Under the Public Rights exception, “Congress may assign the matter for decision to an agency ‎without a jury, consistent with the Seventh Amendment.” The Court determined that the ‎exception did not apply here for two main reasons: ‎

  • Separation of powers. Based on separation of powers, for matters involving common ‎law (i.e., private rights), Congress may not remove such matters from the Article III ‎federal courts. Congress’s delegation of agency adjudicatory powers outside of the ‎Article III courts violates the nondelegation doctrine.‎
  • Historical context dictates adjudication outside of federal courts. Certain categories ‎of adjudication, such as relations with Indian tribes, administration of public lands, ‎pensions, patent rights, and immigration, fall within the public rights exception.‎

Beyond the SEC, the holding in Jarkesy has broad implications for other federal agencies that ‎utilize administrative law judges for civil penalties sought by federal agencies. Jarkesy has the ‎potential to significantly curtail an agency’s ability to use its in-house adjudicative process for ‎seeking civil penalties, and may alter agency enforcement. Initially, we can expect to see ‎litigation arguing that an ALJ lacks the authority to preside over a dispute in any administrative ‎proceeding involving the imposition of a penalty, with a case-by-case evaluation of whether an ‎agency’s claim has roots in the common law. The ruling may increase federal court litigation by ‎shifting certain agency civil penalty enforcement actions away from agency administrative ‎adjudication.‎

According to the dissent, the decision in Jarkesy is a “massive sea change” in administrative ‎adjudication. The dissent opined that the administrative adjudication process serves important ‎public interests, such as “greater efficiency and expertise, transparency and reasoned decision ‎making, as well as uniformity, predictability, and greater political accountability.”‎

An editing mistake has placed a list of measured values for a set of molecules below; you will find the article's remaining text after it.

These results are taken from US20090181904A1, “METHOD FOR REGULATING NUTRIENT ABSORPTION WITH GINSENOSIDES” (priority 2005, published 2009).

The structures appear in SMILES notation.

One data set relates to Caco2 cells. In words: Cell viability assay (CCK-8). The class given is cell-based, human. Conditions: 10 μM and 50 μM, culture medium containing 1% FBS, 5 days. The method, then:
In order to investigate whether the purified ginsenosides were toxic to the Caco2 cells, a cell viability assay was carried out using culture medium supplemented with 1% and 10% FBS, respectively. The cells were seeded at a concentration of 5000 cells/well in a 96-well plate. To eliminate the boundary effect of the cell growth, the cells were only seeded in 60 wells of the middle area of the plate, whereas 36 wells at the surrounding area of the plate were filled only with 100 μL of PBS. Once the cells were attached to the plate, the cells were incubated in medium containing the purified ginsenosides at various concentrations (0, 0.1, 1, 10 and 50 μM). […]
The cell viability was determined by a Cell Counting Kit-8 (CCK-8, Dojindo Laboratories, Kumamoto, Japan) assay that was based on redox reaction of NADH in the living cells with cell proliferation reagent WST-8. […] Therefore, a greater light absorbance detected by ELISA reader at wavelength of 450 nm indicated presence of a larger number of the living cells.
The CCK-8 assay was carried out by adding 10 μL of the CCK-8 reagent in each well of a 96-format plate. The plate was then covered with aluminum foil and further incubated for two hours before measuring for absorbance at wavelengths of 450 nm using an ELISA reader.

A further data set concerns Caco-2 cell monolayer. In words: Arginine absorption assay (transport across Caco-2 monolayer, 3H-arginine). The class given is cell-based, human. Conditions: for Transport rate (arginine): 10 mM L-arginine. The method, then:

A.‎ Impact on Highly Regulated Industries

SEC v. Jarkesy could potentially impact civil penalty cases in administrative proceedings, ‎including enforcement matters involving the Consumer Financial Protection Bureau and the ‎Environmental Protection Agency. Although the specific impact of Jarkesy on highly regulated ‎industries is unclear, the decision likely means increased litigation costs and longer resolution ‎times for enforcement actions. Federal court proceedings are generally more expensive and ‎time-consuming compared to administrative adjudications. Businesses and individuals who are ‎accustomed to operating within regulatory frameworks, may have to prepare for more ‎resource-intensive legal cases before federal courts.‎

Additionally, different courts and juries may interpret complex regulatory issues differently, ‎leading to a lack of uniformity in enforcement. This inconsistency could create uncertainty for ‎regulated industries that rely on predictable and consistent applications of the law.‎

Finally, Jarkesy reduces an agency’s ability to adjudicate penalty matters internally, which may ‎diminish the role of expert agency judgment in resolving regulatory issues. Agencies may find it ‎challenging to maintain the same level of specialized focus and understanding in federal court, ‎which is typically more generalist in nature.‎

Jarkesy marks a pivotal shift in administrative law, emphasizing the importance of the Seventh ‎Amendment’s jury trial right in the realm of civil penalties. Although it may pose challenges for ‎regulatory agencies and increase litigation in federal courts, it also highlights the fundamental ‎constitutional protections afforded to defendants in enforcement actions. ‎

This article summarizes aspects of the law and does not constitute legal advice. For legal advice ‎for your situation, you should contact an attorney.‎